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Business Solutions

  • May 01 2007, 1:00am EDT

Many of us probably remember being a child at family holidays and having to sit at the kids' table. Our industry often makes the midsized organization feel like they are at the kids' table. The reality is that the midsized company, often an afterthought for many of the big software vendors, is a growing area for data management and business intelligence (BI). Faced with the same amount of data complexity, compliance needs and pressures for ROI as their larger counterparts, the midsized organization has often had to make due with less robust technology. With expanded tools now available to midsized organizations, an opportunity exists to go beyond the basic reporting and add true business value.

Business Challenge

Midsized organizations, loosely defined as having less than 1,000 employees and $100 million to $1 billion in annual revenue, have gotten the short end of the stick when it comes to technology and data management. These organizations are starved for BI. They may have access to some data, but the tools typically available to midsized organizations have been limited by both cost to implement and architecture needs. Midsized business leaders and managers are now aware of the benefits BI can bring, but are often frustrated by its unavailability.

A business leader at a midsized biotech company recently stated, "Many of us came from big pharmaceutical companies and are used to having BI integrated into our business process. I know that we have limitations due to the scale of our organization, but BI has become a necessity, even in an organization of our size."

Most of the major enterprise resource planning (ERP) and customer relationship management (CRM) companies now offer both reporting and analytics even in their midmarket offerings. In addition, the pure-play vendors (vendors who only sell BI-related software) are targeting the midsized organization. Their solutions range from a duplication of the versions sold to larger organizations to completely new offerings for the midsized organization. In evaluating these technologies, the midsized data managers have their own unique criteria in addition to the criteria common with the larger organizations. Two special criteria for midsized organizations are industry-specific solutions and cost of ETL.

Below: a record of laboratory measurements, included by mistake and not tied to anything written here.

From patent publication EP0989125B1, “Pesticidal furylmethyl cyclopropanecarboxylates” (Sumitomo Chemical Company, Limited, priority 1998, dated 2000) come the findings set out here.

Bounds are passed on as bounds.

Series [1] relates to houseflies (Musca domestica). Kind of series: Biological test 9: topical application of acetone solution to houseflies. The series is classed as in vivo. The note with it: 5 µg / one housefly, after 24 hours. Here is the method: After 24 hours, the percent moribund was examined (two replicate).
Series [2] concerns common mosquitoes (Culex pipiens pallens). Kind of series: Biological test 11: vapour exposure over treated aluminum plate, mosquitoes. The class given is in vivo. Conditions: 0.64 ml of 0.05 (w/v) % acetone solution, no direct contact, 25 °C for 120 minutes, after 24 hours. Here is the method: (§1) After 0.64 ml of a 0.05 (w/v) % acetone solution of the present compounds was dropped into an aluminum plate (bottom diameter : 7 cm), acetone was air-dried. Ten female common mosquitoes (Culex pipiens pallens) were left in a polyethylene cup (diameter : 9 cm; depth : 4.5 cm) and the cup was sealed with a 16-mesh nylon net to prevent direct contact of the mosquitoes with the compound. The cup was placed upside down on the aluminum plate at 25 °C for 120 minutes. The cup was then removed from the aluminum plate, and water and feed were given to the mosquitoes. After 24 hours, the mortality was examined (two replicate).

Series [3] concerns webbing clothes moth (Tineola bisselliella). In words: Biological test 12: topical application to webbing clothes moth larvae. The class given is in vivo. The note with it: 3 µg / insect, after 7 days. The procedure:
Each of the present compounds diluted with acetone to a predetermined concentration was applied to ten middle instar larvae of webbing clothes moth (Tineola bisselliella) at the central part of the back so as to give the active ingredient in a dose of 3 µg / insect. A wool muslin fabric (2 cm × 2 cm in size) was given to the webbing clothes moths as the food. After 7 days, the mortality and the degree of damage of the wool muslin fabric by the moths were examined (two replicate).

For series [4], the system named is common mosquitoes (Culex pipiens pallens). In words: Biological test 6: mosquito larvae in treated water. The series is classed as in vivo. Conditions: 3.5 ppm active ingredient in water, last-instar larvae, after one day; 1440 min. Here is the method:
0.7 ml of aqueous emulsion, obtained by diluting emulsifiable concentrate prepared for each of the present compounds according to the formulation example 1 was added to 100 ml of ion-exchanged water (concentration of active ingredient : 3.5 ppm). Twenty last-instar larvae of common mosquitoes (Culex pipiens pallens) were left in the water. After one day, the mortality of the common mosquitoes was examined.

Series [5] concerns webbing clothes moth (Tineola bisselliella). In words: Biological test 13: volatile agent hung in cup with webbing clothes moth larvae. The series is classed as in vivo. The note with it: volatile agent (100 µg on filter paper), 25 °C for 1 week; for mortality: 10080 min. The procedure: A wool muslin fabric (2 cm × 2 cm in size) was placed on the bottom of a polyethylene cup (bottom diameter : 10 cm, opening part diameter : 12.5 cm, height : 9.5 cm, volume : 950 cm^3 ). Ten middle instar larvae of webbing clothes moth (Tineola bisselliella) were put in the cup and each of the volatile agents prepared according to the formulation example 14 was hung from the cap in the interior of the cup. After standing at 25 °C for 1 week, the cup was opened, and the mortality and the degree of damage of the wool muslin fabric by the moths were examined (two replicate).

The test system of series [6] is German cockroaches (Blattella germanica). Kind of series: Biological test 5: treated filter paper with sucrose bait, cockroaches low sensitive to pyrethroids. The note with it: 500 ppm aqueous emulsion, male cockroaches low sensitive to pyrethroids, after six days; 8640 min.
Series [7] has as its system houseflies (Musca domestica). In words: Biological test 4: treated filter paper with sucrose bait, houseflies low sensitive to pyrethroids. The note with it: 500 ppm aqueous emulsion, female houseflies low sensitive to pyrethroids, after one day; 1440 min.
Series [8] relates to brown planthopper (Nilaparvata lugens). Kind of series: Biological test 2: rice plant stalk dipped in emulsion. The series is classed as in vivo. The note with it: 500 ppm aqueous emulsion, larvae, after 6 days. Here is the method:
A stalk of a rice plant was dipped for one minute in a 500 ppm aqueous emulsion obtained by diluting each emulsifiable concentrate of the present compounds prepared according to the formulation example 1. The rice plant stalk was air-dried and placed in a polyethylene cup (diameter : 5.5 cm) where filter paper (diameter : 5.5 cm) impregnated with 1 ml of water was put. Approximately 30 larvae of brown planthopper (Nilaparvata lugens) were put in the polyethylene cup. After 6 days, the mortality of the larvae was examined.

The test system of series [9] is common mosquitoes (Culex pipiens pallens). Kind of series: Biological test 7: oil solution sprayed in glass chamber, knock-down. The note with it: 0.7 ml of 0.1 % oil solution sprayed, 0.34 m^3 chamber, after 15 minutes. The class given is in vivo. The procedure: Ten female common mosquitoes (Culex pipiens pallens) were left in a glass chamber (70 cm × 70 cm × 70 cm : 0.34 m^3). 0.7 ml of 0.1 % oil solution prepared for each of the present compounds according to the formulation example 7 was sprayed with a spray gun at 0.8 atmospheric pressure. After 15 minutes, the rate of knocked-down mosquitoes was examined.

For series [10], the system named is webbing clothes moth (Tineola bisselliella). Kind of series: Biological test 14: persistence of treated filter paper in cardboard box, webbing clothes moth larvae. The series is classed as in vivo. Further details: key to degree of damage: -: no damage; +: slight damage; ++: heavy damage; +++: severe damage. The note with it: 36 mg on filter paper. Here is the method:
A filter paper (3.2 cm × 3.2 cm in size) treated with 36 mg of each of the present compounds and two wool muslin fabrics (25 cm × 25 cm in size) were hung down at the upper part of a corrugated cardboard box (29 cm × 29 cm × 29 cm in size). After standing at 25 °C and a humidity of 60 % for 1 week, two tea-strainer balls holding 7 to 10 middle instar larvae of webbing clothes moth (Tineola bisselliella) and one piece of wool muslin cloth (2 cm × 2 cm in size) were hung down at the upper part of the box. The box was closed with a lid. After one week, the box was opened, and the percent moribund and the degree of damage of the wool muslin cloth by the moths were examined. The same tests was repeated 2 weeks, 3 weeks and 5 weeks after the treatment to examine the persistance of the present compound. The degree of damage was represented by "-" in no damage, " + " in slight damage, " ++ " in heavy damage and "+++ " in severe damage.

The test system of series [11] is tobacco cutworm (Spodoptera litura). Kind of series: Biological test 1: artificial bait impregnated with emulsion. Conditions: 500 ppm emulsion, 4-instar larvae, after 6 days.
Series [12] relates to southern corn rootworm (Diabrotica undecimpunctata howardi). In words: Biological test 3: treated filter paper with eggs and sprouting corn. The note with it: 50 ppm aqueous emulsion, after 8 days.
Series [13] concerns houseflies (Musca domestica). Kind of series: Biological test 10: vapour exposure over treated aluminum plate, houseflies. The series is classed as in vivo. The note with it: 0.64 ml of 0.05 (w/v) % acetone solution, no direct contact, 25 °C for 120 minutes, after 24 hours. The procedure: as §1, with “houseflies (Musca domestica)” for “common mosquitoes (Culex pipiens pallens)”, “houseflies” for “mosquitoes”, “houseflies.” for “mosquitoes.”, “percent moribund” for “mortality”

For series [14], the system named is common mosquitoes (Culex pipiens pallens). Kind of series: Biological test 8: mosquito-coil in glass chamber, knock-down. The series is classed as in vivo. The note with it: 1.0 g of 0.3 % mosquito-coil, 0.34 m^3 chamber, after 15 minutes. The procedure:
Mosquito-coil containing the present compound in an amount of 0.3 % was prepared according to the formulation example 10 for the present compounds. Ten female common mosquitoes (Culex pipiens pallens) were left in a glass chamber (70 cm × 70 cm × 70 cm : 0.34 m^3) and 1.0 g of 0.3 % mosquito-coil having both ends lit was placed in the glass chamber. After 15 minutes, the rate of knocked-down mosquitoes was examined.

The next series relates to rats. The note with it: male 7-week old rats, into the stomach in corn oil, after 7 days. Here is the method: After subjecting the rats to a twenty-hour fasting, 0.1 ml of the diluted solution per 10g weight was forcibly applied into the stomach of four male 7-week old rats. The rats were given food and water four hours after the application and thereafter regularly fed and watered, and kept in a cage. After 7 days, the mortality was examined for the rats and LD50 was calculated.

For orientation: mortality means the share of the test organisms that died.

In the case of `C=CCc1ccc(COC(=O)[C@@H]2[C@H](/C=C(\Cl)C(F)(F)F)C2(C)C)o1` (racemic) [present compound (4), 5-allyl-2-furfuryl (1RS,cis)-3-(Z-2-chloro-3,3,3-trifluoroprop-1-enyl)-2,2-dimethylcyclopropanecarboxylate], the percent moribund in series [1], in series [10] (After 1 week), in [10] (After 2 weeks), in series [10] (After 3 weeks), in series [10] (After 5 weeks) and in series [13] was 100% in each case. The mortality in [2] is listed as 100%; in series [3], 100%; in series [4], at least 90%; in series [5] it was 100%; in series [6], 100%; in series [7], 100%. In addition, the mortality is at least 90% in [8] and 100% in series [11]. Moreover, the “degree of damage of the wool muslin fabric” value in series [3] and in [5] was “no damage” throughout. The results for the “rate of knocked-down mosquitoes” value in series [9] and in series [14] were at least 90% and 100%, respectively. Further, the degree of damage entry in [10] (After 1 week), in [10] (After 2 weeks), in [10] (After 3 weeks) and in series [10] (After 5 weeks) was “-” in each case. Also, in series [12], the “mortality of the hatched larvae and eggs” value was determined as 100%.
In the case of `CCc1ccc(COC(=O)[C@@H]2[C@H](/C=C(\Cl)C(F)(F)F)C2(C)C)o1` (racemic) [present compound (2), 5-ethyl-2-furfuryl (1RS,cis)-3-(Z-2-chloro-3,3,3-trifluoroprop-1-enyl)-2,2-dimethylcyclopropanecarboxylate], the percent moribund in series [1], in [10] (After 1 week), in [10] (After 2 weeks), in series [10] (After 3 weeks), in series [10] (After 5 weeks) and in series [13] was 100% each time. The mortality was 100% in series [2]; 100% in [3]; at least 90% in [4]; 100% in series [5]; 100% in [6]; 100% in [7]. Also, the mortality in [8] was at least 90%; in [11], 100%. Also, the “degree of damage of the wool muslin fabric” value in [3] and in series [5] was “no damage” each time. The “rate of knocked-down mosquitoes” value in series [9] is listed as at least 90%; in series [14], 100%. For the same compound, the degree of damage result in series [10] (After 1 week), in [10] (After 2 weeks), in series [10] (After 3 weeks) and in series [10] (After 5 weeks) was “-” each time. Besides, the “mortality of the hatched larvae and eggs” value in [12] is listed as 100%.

Build, Buy or Both

The midsized organization does not have the funds or the time to build a BI solution from scratch. Both the ERP providers and pure-play BI providers offer some form of an industry offering, usually for financial services, manufacturing, life science, health providers, media/advertising and service organizations, among others.

There are two approaches the software vendors have taken. First is the application configuration approach, which provides prebuilt metrics, screens, dashboards and technical components, tailored for an industry. This solution should decrease implementation time and require fewer professional services and implementation support.

The second approach is to provide business templates in the form of data models and business rules. In this approach, the midsized organization gains the benefit of not having to build a data model but is still faced with having to build most of the other parts of the application from scratch.

As a trusted adviser to business, a data manager must weight the costs, benefits and architectural implications of taking one of these approaches versus choosing to build from scratch.

Cost-Effective Extract, Transform and Load (ETL)

ETL continues to be the largest cost item in most BI implementations. For many midsized organizations, the mere cost of an ETL tool may break the bank on their BI budget. A growing trend has been for the ERP and CRM vendors to bundle ETL products with the BI solution, offering license savings. Many data managers will be predisposed to their opinion of the "best" ETL tool. To become a trusted adviser, the data manager must weigh the cost with the overall benefit, along with the amount of the budget for ETL tools. Often this leads to choosing the "good enough" solution for ETL.

The trusted adviser cannot only focus on software cost, though, as the larger cost may actually end up being the labor associated with ETL. If staffed internally, the major cost is probably some form of training. Though if the project will be staffed by either professional services or a full-time employee, the costs of labor can vary greatly. Many times the built-in ETL tool will require help directly from the vendors, who typically have some of the highest rates.

The lesson here is to understand total cost (software, training, maintenance and labor) along with total benefit.

In implementing BI solutions in a midsized organization, the data manager needs to play more than a technical role. He or she must be a trusted adviser who guides the business through the land mines that can pop up from approach, software and labor decisions; negotiates the vendor hype; and invests in BI solutions that

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